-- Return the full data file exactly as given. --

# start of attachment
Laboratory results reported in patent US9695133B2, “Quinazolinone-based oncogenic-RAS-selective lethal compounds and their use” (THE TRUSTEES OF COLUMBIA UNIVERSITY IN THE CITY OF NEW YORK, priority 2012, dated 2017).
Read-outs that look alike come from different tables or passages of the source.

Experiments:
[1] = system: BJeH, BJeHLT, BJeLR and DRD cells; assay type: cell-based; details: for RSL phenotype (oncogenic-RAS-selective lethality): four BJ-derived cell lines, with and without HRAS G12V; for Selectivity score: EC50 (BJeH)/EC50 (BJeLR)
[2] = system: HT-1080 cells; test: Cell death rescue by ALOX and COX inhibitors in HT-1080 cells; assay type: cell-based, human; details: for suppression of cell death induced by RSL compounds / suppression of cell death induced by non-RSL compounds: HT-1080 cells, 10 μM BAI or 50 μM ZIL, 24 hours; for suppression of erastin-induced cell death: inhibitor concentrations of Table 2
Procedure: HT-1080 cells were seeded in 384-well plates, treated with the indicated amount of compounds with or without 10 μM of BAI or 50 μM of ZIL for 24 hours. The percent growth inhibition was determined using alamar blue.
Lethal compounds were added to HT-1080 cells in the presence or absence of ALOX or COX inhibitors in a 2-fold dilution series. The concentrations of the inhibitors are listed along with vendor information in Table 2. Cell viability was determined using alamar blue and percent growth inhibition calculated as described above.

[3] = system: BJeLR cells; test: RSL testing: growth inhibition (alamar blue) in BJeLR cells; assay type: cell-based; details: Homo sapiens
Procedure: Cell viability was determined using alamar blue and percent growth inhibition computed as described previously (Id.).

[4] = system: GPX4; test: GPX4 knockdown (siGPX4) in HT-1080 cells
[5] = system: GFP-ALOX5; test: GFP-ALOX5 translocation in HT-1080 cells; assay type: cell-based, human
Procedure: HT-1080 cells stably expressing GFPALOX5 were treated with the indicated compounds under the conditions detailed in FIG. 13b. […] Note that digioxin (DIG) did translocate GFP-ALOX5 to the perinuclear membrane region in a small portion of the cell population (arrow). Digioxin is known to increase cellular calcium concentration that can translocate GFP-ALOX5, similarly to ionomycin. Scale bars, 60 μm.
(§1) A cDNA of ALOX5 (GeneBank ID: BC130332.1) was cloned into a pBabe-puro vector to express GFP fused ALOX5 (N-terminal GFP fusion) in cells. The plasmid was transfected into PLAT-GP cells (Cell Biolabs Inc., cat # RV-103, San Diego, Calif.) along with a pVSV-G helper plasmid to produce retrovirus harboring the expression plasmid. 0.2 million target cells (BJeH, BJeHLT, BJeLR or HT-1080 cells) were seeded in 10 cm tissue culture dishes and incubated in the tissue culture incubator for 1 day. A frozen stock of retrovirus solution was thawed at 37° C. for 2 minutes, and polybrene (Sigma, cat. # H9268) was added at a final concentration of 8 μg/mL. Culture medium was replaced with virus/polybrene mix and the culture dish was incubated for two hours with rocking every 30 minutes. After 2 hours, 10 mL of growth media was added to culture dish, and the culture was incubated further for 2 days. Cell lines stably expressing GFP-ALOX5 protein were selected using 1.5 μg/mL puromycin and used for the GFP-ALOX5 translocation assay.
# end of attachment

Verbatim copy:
Laboratory results reported in patent US9695133B2, “Quinazolinone-based oncogenic-RAS-selective lethal compounds and their use” (THE TRUSTEES OF COLUMBIA UNIVERSITY IN THE CITY OF NEW YORK, priority 2012, dated 2017).
Read-outs that look alike come from different tables or passages of the source.

Experiments:
[1] = system: BJeH, BJeHLT, BJeLR and DRD cells; assay type: cell-based; details: for RSL phenotype (oncogenic-RAS-selective lethality): four BJ-derived cell lines, with and without HRAS G12V; for Selectivity score: EC50 (BJeH)/EC50 (BJeLR)
[2] = system: HT-1080 cells; test: Cell death rescue by ALOX and COX inhibitors in HT-1080 cells; assay type: cell-based, human; details: for suppression of cell death induced by RSL compounds / suppression of cell death induced by non-RSL compounds: HT-1080 cells, 10 μM BAI or 50 μM ZIL, 24 hours; for suppression of erastin-induced cell death: inhibitor concentrations of Table 2
Procedure: HT-1080 cells were seeded in 384-well plates, treated with the indicated amount of compounds with or without 10 μM of BAI or 50 μM of ZIL for 24 hours. The percent growth inhibition was determined using alamar blue.
Lethal compounds were added to HT-1080 cells in the presence or absence of ALOX or COX inhibitors in a 2-fold dilution series. The concentrations of the inhibitors are listed along with vendor information in Table 2. Cell viability was determined using alamar blue and percent growth inhibition calculated as described above.

[3] = system: BJeLR cells; test: RSL testing: growth inhibition (alamar blue) in BJeLR cells; assay type: cell-based; details: Homo sapiens
Procedure: Cell viability was determined using alamar blue and percent growth inhibition computed as described previously (Id.).

[4] = system: GPX4; test: GPX4 knockdown (siGPX4) in HT-1080 cells
[5] = system: GFP-ALOX5; test: GFP-ALOX5 translocation in HT-1080 cells; assay type: cell-based, human
Procedure: HT-1080 cells stably expressing GFPALOX5 were treated with the indicated compounds under the conditions detailed in FIG. 13b. […] Note that digioxin (DIG) did translocate GFP-ALOX5 to the perinuclear membrane region in a small portion of the cell population (arrow). Digioxin is known to increase cellular calcium concentration that can translocate GFP-ALOX5, similarly to ionomycin. Scale bars, 60 μm.
(§1) A cDNA of ALOX5 (GeneBank ID: BC130332.1) was cloned into a pBabe-puro vector to express GFP fused ALOX5 (N-terminal GFP fusion) in cells. The plasmid was transfected into PLAT-GP cells (Cell Biolabs Inc., cat # RV-103, San Diego, Calif.) along with a pVSV-G helper plasmid to produce retrovirus harboring the expression plasmid. 0.2 million target cells (BJeH, BJeHLT, BJeLR or HT-1080 cells) were seeded in 10 cm tissue culture dishes and incubated in the tissue culture incubator for 1 day. A frozen stock of retrovirus solution was thawed at 37° C. for 2 minutes, and polybrene (Sigma, cat. # H9268) was added at a final concentration of 8 μg/mL. Culture medium was replaced with virus/polybrene mix and the culture dish was incubated for two hours with rocking every 30 minutes. After 2 hours, 10 mL of growth media was added to culture dish, and the culture was incubated further for 2 days. Cell lines stably expressing GFP-ALOX5 protein were selected using 1.5 μg/mL puromycin and used for the GFP-ALOX5 translocation assay.